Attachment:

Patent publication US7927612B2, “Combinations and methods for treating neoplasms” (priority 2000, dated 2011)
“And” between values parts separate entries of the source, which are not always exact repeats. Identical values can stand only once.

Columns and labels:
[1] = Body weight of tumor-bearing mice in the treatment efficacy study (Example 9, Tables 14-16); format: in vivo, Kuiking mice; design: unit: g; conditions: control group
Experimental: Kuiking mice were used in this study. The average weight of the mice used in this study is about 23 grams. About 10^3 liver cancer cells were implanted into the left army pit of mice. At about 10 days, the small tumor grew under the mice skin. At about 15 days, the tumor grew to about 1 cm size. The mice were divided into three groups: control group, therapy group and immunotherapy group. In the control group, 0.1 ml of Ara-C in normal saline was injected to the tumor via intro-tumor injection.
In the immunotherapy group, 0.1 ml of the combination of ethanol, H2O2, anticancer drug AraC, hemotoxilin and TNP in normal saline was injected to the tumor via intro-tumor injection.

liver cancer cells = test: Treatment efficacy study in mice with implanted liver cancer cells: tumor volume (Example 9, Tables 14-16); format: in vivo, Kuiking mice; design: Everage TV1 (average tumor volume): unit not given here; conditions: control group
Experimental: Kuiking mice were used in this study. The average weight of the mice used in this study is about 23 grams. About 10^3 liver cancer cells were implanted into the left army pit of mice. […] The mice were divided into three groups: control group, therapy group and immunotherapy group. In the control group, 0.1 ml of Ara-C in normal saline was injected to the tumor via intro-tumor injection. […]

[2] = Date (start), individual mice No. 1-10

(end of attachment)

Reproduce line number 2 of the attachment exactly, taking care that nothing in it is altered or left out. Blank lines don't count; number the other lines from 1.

“And” between values parts separate entries of the source, which are not always exact repeats. Identical values can stand only once.